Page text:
Ten years ago, some predominantly Asian gangs were active, but Martinez said that has passed.

Ages of youth who get involved in gangs in Garden City are usually 14- or 15-year-olds, he said. Martinez said that in some larger cities, people deal with 9- or 10-year-old gang members. It's not the norm here, but it does happen, he said.

Gang activity isn't concentrated in one area of town, Martinez said. He said activity occurs on the west side, east side and in some trailer park areas.

A sense of belonging, the "cool" factor, protection in numbers and rebellion all can be reasons people join gangs, Martinez said.

To combat gang activity in Finney County, the sheriff's office has a street gang unit of three deputies who gather intelligence and establish who gang members are in order to contain and suppress them.

"We put away as many as we can to try and disrupt activity. We don't let them get a foothold," Martinez said.

If the gang members can't establish organization or commit crimes, they may end up moving to areas with less policing, Martinez said.

The street gang unit has been active for three years in Finney County. Before, Martinez said, regular patrol deputies put in extra time to police gang activity.

Unruh, who is on GCPD's 16-member street gang unit, said some parents who are notified their child may be involved in a gang may ignore the warning signs. School officials notify her when students' behavior indicates possible gang involvement. She weighs the factors and then occasionally makes home visits to talk with parents.

"We encourage parents to go into their children's rooms and look for signs of gang involvement," Unruh said.

She said indicators could be wearing only a specific color, gang posters, drugs and guns. Parents should take notice when their children get tattoos, and read what those tattoos say, she said. Gang affiliations often are written in large tattoos from the wrist to the forearm, or on the hands.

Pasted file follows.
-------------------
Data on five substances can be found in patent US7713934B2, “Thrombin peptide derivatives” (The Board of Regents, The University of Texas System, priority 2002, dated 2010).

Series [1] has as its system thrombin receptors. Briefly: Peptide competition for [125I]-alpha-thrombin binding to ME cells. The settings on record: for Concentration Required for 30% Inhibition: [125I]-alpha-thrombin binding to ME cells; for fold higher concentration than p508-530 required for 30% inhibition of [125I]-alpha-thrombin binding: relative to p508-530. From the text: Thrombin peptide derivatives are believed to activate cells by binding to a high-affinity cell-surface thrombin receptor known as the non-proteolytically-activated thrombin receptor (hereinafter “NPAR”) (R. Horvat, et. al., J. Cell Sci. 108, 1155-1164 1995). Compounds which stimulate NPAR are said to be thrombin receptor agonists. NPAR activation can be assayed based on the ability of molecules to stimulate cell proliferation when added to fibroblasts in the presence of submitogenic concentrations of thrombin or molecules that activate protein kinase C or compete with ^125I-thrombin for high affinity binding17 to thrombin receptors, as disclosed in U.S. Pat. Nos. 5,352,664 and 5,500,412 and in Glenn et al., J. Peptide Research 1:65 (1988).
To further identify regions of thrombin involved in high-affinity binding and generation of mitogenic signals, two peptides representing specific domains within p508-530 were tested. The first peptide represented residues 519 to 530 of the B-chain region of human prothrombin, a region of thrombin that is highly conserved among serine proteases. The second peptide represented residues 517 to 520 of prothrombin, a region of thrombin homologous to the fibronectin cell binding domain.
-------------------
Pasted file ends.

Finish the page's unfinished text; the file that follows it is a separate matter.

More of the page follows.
Behavioral factors such as extreme change in rebellion or defiance, sudden change of friends, and refusal to let parents meet certain friends also can indicate possible gang involvement.

Unruh said second- and third-generation gang members are active in Garden City. She said some children, at young ages, may not know their family is in a gang.

"They grow up thinking the members are family members, and don't know otherwise," she said.

Each year, Unruh takes at-risk youth to places around town she said they may visit if they are involved in a gang. She takes them to the jail, to the hospital, and then to the graveyard, where they could end up because of drugs, violence, or maintaining a risky lifestyle.

Unruh stands between the graves of two rival gang members who were buried side-by-side.

They study the indicators at the cemetery: bandanas in the color of gang affiliation, and flowers. "Who brought the bandanas?" she asks. The homies, they say.

"Who brought the flowers?" she asks. Their mothers, they say.

"How do the bandanas look?" she asks. Old and faded, they say.

"How about the flowers?" she asks. They're fresh, they say.

She said she uses the exercise to teach the youth that the gang members won't always be there, during arrests, during hospital visits and after death.